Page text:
The case for dumb kindness

by Ashutosh Jogalekar

On June 22, 1941, Nazi Germany attacked the Soviet Union in a typhoon of steel and firepower without precedent in history. In spite of telltale signs and repeated warnings, Joseph Stalin who had indulged in wishful thinking was caught completely off guard. He was so stunned that he became almost catatonic, shutting himself in his dacha, not even coming out to make a formal announcement. It was days later that he regained his composure and spoke to the nation from the heart, awakening a decrepit albeit enormous war machine that would change the fate of tens of millions forever. By this time, the German juggernaut had advanced almost to the doors of Moscow, and the Soviet Union threw everything that it had to stop Hitler from breaking down the door and bringing the whole rotten structure on the Russian people’s heads, as the Führer had boasted of doing.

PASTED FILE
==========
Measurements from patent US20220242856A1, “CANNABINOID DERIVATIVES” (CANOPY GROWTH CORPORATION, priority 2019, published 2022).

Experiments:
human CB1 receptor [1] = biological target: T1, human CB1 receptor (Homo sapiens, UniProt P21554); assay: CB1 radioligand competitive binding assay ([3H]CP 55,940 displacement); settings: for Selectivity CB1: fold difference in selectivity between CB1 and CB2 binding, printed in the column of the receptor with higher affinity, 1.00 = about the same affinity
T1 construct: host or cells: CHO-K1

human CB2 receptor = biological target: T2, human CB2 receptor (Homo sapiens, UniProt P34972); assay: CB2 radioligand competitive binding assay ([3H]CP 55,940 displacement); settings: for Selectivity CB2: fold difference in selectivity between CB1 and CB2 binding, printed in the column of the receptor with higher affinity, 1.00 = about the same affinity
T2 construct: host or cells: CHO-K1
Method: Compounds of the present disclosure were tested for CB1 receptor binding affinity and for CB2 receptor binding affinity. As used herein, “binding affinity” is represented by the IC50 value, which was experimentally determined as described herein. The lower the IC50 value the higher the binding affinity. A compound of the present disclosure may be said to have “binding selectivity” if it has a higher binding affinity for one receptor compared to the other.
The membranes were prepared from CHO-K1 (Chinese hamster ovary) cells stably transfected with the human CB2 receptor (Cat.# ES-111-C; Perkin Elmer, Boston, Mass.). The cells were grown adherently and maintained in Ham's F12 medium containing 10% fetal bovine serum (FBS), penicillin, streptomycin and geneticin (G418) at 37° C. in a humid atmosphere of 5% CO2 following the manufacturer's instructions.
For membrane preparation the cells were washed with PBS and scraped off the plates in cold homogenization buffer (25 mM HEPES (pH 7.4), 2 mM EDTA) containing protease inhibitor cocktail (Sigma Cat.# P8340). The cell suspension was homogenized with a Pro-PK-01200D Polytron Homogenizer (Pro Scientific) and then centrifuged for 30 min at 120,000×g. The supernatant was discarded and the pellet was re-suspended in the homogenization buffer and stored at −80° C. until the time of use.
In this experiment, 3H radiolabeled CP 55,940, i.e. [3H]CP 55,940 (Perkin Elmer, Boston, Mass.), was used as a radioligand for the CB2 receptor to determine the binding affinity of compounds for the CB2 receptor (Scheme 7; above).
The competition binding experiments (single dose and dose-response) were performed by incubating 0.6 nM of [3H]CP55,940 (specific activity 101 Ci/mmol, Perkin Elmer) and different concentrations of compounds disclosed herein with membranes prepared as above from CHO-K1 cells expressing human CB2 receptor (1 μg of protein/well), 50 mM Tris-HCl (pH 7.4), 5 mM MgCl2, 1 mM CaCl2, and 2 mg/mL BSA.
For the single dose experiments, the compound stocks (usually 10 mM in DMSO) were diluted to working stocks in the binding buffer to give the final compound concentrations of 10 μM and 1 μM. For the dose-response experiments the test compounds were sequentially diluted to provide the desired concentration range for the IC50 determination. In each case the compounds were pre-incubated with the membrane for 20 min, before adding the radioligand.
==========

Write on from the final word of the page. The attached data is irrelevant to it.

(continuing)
Among the multitudes of citizens and soldiers mobilized was a shortsighted, overweight Jewish journalist named Vasily Grossman. Grossman had been declared unfit for regular duty because of his physical shortcomings, but he somehow squeezed himself all the way to the front through connections. During the next four years, he became one of the most celebrated war correspondents of all time, witnessing human conflict whose sheer brutality beggared belief. To pass the time in this most unreal of landscapes, Grossman had a single novel to keep him company – War and Peace. It was to prove to be a prophetic choice. Read more »